Starbucks Data Breach Plaintiffs Try Their Luck in the 9th Circuit — Krottner v. Starbucks
[Post by Venkat]
A lost laptop computer containing the personal information of Starbucks employees prompted a class action lawsuit against Starbucks (in Washington). The lawsuit received some coverage (see, for example Bob McMillan here, and Starbucks Gossip here), but the trial court’s dismissal of the lawsuit received almost no coverage. (I mentioned the lawsuit, but failed to note the court’s dismissal of it. Here is the one mention I came across of the dismissal.) Plaintiffs appealed the dismissal to the Ninth Circuit, and their just-filed appeal brief is worth a look. Access a copy of the brief at scribd here.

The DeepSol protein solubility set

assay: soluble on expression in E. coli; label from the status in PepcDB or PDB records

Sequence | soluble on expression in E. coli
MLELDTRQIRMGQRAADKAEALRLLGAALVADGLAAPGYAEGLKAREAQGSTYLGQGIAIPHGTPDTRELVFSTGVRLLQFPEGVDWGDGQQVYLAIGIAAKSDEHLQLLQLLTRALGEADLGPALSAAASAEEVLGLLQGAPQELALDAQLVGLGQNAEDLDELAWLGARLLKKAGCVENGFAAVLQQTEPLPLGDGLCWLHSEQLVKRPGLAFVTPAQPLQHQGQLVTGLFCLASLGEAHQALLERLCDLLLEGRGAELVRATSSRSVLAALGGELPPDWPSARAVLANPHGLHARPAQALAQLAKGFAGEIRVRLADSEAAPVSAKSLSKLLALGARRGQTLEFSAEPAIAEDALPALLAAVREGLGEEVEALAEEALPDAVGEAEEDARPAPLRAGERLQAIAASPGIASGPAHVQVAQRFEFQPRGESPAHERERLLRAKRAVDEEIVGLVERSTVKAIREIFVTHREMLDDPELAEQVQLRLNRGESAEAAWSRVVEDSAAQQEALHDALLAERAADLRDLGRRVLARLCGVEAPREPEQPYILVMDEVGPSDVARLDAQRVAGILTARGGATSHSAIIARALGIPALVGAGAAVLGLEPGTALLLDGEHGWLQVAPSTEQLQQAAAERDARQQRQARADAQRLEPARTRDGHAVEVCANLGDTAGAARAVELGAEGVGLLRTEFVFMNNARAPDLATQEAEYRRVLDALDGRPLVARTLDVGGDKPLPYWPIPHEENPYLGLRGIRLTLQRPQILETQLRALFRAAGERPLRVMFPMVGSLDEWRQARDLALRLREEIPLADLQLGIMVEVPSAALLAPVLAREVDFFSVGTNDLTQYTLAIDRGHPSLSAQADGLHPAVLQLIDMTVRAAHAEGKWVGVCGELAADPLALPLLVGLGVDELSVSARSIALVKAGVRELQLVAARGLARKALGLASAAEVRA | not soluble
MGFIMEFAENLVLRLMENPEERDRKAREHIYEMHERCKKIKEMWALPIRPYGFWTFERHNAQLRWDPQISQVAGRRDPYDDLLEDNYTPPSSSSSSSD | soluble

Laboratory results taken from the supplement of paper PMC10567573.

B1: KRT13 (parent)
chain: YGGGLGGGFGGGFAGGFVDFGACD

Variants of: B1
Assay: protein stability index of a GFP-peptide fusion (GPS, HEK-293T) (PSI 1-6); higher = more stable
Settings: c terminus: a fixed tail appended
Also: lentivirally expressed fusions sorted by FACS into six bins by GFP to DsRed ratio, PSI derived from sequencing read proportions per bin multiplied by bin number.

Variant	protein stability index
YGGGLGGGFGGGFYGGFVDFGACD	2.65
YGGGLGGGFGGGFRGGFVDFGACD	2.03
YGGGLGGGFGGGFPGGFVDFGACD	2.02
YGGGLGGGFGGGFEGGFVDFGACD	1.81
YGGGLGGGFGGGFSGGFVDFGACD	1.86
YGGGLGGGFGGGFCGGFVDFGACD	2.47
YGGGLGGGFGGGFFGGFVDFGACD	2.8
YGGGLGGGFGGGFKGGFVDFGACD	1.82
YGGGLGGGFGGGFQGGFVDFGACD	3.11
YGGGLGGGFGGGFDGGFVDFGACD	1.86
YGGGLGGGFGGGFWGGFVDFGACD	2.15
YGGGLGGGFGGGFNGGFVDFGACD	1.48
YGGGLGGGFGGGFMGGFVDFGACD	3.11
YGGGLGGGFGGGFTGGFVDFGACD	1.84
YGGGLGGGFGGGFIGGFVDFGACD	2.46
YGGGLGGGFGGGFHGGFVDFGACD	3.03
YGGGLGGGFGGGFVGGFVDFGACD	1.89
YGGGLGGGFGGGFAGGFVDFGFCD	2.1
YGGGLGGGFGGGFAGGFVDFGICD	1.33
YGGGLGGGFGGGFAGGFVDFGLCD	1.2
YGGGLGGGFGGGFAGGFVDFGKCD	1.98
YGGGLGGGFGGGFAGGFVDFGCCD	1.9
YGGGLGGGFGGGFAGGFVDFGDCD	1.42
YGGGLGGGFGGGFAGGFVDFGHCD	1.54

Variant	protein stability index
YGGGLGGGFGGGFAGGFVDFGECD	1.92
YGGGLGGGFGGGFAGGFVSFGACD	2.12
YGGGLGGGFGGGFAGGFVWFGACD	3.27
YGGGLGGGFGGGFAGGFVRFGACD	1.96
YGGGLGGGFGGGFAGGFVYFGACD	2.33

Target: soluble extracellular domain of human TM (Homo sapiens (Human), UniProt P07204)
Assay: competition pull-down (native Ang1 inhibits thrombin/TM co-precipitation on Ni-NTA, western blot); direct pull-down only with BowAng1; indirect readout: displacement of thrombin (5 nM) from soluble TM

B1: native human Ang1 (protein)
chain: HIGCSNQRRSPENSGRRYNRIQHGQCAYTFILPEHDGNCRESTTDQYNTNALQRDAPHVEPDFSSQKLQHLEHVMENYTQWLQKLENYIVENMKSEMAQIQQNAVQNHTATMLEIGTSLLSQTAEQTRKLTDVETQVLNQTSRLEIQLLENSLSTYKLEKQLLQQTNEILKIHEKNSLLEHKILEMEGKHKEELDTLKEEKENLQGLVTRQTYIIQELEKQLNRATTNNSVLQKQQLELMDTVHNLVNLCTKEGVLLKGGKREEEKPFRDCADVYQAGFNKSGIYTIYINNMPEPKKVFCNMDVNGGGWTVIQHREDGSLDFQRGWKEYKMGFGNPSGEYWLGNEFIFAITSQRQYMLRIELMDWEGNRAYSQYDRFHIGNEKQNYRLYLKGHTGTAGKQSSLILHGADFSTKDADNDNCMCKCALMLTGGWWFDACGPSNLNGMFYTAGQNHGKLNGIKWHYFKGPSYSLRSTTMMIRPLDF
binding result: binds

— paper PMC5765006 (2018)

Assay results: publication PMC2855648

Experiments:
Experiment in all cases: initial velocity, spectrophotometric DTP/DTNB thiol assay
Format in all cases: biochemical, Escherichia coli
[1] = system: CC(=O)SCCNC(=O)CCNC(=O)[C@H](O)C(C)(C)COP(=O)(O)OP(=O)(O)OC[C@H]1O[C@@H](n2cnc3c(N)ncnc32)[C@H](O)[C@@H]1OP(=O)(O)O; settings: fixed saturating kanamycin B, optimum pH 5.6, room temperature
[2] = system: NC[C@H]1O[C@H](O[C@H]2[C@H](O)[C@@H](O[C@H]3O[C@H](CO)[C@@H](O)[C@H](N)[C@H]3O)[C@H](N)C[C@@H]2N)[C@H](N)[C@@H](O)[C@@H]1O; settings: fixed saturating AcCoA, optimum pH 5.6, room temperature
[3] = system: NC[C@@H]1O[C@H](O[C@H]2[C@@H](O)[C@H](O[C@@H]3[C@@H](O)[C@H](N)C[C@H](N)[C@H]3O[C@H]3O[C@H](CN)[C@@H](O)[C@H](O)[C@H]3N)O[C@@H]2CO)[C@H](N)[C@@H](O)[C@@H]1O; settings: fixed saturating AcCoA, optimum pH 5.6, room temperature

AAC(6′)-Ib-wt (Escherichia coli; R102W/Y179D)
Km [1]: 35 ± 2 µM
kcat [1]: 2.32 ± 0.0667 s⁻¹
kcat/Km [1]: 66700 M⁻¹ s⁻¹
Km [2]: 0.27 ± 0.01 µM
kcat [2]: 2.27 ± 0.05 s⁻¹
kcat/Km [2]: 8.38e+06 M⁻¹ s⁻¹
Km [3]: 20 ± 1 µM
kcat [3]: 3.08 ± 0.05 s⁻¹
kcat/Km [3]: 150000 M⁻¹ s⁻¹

Background: As described in the complaint, in 2008, someone stole a laptop containing the personal information of approximately 97,000 employees. Starbucks notified the police and affected employees (plaintiffs claim Starbucks was slow in effecting this notice). Starbucks also offered one year of free credit monitoring to affected employees. The plaintiffs fall into a couple of categories, but significantly, one of the plaintiffs was notified that someone tried to open a bank account without his authorization. It was never determined whether this attempt to open a bank account with the information of one of the plaintiffs was connected to the underlying breach.